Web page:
Most damaging of all has been the tide of vociferous right-wing opponents whipping up skepticism at town hall meetings that were supposed to soothe doubts. In Pennsylvania this week, Senator Arlen Specter was greeted by a crowd of 1,000 at a venue designed to accommodate only 250, and of the 30 selected speakers at the event, almost all were hostile.
The packed bleachers in the LA Forum tell a different story. The mobile clinic has been organized by the remarkable Remote Area Medical. The charity usually focuses on the rural poor, although they worked in New Orleans after Hurricane Katrina. Now they are moving into more urban venues, this week’s event in Los Angeles is believed to be the largest free healthcare operation in the country.
Doctors, dentists and therapists volunteer their time, and resources to the organization. To many US medical professionals, it offers a rare opportunity to plug into the public service ethos on which their trade was supposedly founded. “People come here who haven’t seen a doctor for years. And we’re able to say ‘Hey, you have this, you have this, you have this’,” said Dr Vincent Anthony, a kidney specialist volunteering five days of his team’s time. “It’s hard work, but incredibly rewarding. Healthcare needs reform, obviously. There are so many people falling through the cracks, who don’t get care. That’s why so many are here.”
Ironically, given this week’s transatlantic spat over the NHS, Remote Area Medical was founded by an Englishman: Stan Brock. The 72-year-old former public schoolboy, Taekwondo black belt, and one-time presenter of Wild Kingdom, one of America’s most popular animal TV shows, left the celebrity gravy train in 1985 to, as he puts it, “make people better”.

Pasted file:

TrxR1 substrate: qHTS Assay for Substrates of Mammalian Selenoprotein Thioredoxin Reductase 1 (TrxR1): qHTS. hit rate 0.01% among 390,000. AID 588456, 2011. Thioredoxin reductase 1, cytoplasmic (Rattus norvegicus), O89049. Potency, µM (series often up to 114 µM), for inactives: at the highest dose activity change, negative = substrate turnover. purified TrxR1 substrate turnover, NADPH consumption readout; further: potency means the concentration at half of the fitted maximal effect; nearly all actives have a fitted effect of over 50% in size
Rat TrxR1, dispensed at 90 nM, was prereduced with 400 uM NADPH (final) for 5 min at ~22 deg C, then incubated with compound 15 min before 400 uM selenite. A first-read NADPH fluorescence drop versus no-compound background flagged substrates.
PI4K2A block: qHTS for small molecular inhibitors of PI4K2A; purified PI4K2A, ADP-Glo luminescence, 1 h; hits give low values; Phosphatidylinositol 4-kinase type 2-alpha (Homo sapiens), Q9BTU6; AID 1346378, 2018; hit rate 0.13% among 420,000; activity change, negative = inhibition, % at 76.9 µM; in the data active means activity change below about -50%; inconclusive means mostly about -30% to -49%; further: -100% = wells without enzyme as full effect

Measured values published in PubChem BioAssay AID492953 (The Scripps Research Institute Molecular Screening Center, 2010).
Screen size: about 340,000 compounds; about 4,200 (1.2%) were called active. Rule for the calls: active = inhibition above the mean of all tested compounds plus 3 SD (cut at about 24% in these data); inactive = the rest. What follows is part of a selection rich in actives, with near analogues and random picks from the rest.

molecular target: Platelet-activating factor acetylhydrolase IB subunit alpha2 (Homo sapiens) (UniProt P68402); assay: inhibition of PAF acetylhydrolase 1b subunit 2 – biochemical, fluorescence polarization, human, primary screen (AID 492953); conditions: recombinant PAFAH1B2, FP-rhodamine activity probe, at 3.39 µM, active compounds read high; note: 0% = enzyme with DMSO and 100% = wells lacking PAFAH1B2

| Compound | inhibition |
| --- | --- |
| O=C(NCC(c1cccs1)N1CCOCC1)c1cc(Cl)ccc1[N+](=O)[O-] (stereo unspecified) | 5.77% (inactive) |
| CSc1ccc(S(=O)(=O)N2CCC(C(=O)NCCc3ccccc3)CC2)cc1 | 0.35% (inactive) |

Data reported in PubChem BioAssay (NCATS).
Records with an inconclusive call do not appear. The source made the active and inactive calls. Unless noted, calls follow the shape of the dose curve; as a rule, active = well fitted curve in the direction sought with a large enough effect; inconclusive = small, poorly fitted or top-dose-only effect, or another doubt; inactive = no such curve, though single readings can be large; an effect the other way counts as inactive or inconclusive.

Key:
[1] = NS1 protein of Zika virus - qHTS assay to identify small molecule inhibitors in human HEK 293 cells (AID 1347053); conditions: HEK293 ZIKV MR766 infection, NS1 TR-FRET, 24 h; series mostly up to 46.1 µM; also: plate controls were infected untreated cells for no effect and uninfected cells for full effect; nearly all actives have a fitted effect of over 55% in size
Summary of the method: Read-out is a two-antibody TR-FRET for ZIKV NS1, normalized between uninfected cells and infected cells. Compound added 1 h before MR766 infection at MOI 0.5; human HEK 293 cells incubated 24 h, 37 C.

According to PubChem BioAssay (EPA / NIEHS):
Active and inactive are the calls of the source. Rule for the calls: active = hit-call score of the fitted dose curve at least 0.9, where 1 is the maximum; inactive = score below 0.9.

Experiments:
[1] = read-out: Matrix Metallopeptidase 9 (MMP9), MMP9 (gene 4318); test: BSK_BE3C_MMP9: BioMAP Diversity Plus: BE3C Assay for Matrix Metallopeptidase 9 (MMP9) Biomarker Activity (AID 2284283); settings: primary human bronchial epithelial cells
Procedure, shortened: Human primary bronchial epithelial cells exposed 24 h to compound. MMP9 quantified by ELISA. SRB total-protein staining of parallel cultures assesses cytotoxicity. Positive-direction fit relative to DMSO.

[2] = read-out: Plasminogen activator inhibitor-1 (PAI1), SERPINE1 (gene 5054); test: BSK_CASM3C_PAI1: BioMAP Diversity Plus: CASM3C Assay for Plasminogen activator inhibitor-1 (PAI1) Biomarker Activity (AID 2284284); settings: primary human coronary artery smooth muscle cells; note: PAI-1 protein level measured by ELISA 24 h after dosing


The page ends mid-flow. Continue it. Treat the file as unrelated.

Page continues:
Today, Brock has no money, no income, and no bank account. He spends 365 days a year at the charity events, sleeping on a small rolled-up mat on the floor and living on a diet made up entirely of porridge and fresh fruit. In some quarters, he has been described, without too much exaggeration, as a living saint.
Though anxious not to interfere in the potent healthcare debate, Mr Brock said yesterday that he, and many other professionals, believes the NHS should provide a benchmark for the future of US healthcare.
“Back in 1944, the UK government knew there was a serious problem with lack of healthcare for 49.7 million British citizens, of which I was one, so they said ‘Hey Mr Nye Bevan, you’re the Minister for Health… go fix it’. And so came the NHS. Well, fast forward now 66 years, and we’ve got about the same number of people, about 49 million people, here in the US, who don’t have access to healthcare.”
“I’ve been very conservative in my outlook for the whole of my life. I’ve been described as being about 90,000 miles to the right of Attila the Hun. But I think one reaches the reality that something doesn’t work… In this country something has to be done. And as a proud member of the US community but a loyal British subject to the core, I would say that if Britain could fix it in 1944, surely we could fix it here in America.
Health spending as a share of GDP
Public spending on healthcare (% of total spending on healthcare)
Health spending per head
Practising physicians (per 1,000 people)
Nurses (per 1,000 people)
Acute care hospital beds (per 1,000 people)
Infant mortality (per 1,000 live births)
Source: WHO/OECD Health Data 2009